now that we got the space in the case decide where your going to mount the 1/8" jack. you dont have a lot of room to work with, so get the jack as far on the edge of the case as you can.

now use your awl to mark where you are going to drill your hole. press the awl in the center of the jack, about where the cord will be inserted, until you have a deep dent in the plastic.

you dont have to actually break the plastic, but make a groove in it. this will help you a lot when drilling. the grove gives the drill or dremel a place to start at so all you need to do is press.

safty to humans! when drilling the hole in the gameboy lots of plastic chips will go flying. so make sure you wear goggles. unless you like hard, hot plastic in your eyes.  i also like to wear a mask or a bandanna over my face when soldering. the hot flux and solder emit a nasty smell, and kill brain cells.

to keep the gameboy steady when dremeling i put it into a table mounted vice. it was a hard decision weather long or short way was the best position. but i decided long way was more stable, and gave me a bit more visibility to see what i was doing.

i used the dremel XLR with the sand grit cone bit. you can use a standard hand drill with a stepping bit, but i feel more comfortable with my dremel. use a medium speed and a little bit of force and you will go right through.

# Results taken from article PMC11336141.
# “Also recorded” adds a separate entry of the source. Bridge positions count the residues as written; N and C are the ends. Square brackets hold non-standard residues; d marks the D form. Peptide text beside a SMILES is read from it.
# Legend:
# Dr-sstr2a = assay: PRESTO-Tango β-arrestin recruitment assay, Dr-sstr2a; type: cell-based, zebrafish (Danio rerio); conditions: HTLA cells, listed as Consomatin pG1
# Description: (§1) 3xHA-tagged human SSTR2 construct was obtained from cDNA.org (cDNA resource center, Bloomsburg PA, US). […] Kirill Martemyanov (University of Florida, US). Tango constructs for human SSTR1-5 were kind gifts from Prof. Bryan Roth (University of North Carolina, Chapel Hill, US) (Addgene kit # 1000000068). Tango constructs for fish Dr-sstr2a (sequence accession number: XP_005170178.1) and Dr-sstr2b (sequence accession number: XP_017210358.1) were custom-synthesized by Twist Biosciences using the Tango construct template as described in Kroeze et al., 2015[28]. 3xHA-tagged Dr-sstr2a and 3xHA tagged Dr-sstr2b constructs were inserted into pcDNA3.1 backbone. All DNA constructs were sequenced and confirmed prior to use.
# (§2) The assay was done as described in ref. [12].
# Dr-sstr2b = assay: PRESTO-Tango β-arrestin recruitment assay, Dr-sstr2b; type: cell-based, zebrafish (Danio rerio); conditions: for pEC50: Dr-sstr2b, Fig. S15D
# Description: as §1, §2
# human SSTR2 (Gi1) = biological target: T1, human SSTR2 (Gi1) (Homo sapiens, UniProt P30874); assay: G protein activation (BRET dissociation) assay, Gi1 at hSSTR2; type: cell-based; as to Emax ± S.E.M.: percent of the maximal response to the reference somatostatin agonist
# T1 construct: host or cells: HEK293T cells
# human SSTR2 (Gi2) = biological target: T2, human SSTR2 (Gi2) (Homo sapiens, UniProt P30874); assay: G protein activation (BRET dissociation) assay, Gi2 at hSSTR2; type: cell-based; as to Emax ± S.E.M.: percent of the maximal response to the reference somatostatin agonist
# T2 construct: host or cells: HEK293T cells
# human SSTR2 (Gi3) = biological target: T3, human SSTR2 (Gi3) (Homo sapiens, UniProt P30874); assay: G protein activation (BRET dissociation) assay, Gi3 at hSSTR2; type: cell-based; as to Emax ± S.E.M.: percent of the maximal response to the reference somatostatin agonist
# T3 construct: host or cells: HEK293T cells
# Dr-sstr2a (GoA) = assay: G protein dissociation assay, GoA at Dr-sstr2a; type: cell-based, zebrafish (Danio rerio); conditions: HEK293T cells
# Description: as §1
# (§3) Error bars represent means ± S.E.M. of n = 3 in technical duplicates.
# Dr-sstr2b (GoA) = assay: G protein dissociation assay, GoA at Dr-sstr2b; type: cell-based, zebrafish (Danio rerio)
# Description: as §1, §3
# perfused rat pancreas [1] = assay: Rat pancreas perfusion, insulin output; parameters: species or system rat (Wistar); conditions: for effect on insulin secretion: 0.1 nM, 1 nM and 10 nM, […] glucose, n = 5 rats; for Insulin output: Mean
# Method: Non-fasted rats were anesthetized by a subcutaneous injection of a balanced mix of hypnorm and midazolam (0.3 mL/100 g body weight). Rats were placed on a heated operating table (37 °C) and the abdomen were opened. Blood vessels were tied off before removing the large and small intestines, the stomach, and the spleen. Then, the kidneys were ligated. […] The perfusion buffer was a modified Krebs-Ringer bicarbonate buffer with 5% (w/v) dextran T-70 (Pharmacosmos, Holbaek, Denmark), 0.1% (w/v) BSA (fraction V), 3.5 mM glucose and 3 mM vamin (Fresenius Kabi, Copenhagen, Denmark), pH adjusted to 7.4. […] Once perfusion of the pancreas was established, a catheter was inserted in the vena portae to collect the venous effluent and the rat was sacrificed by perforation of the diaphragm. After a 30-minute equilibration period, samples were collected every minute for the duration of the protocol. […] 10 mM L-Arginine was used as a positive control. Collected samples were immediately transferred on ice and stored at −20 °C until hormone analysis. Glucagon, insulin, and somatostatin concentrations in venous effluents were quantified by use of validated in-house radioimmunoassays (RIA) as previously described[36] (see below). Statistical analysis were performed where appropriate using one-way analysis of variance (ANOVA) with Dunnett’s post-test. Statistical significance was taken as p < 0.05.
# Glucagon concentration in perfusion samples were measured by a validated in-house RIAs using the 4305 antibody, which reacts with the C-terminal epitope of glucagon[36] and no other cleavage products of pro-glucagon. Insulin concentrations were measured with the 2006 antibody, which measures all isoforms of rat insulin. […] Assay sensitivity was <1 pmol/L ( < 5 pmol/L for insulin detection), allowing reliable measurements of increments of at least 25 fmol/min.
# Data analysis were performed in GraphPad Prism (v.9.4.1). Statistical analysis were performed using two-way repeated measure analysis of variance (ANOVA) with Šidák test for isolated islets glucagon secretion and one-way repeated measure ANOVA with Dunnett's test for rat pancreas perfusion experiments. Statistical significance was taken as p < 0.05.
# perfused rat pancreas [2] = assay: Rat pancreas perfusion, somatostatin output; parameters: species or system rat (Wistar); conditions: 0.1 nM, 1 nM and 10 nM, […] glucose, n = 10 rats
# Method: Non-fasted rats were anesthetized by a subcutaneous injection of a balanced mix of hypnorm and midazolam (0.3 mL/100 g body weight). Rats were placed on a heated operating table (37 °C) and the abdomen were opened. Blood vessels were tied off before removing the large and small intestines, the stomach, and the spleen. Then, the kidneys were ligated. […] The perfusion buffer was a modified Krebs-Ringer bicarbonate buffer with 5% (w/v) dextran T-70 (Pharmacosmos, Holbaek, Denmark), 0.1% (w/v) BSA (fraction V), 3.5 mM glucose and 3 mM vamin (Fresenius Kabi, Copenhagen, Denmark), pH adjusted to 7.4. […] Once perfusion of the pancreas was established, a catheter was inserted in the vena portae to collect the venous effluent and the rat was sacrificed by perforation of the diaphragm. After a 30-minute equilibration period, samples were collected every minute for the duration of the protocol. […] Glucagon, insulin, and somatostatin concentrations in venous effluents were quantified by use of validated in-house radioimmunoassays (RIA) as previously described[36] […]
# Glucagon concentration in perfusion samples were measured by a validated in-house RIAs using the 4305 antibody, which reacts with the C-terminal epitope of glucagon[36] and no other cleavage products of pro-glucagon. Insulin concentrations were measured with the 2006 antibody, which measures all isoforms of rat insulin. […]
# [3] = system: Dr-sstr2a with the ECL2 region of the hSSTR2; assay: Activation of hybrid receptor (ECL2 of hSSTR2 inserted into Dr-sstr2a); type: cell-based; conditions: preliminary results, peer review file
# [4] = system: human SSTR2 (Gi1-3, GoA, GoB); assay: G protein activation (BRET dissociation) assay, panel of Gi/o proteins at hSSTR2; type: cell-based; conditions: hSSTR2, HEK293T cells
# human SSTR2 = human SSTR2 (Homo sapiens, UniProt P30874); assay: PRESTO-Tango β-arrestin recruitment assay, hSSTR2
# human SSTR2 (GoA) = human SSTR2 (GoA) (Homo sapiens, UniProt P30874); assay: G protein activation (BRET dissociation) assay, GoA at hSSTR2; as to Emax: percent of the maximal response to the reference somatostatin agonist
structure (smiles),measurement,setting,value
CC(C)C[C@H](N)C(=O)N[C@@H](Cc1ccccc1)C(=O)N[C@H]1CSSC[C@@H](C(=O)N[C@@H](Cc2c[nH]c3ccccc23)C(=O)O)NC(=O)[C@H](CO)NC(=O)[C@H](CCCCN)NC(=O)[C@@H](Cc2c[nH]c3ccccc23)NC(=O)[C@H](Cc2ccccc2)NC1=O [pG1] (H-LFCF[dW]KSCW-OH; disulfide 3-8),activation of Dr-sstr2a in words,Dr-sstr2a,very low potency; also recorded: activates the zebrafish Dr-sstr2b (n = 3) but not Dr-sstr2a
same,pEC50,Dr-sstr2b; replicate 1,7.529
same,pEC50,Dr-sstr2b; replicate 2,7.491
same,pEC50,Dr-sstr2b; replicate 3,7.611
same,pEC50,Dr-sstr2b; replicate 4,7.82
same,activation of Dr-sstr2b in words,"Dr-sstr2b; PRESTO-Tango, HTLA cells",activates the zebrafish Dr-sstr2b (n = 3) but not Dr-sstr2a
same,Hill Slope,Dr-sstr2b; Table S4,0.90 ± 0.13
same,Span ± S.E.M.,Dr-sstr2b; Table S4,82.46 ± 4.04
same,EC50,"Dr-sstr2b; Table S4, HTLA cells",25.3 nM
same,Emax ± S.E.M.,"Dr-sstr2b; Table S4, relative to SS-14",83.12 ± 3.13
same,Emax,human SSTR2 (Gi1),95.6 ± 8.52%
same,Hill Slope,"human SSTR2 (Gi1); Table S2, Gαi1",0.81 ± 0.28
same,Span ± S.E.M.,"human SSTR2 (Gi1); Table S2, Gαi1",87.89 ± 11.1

after your first pass you should have a small hole in the case of the DMG. the edges will be rough and uneven. but that's ok for now.

now stop the dremel. and unscrew the end of the 1/8" jack. try and fit it into the hole you just made. if its a little small, turn the dremel on a low setting and go over the edges again, and keep checking until the jack fits tightly in the hole. by going over the edges again you will also get a nice smooth finish.

now is a good time to plug in your soldering iron. it will start getting hot while your doing the prep work for the next stage.

get your three wires ready, and strip both ends of each wire. i left one end of the wire a little longer for the jack, and the other end very short for attaching to the board.

after that i suggest you tin the wires. dip you iron in a little flux to clean it off, then get a tiny drop of solder on the ends of each wire. this will make attaching them a lot easier.

now take the longer stripped ends of the wire and wrap them around the end of a flat head mini screw-driver. this will make a little "hook" at the end of the wire (thats why we made them a bit longer). then take the wires and hook one on the end of each of the prongs of the 1/8" jack.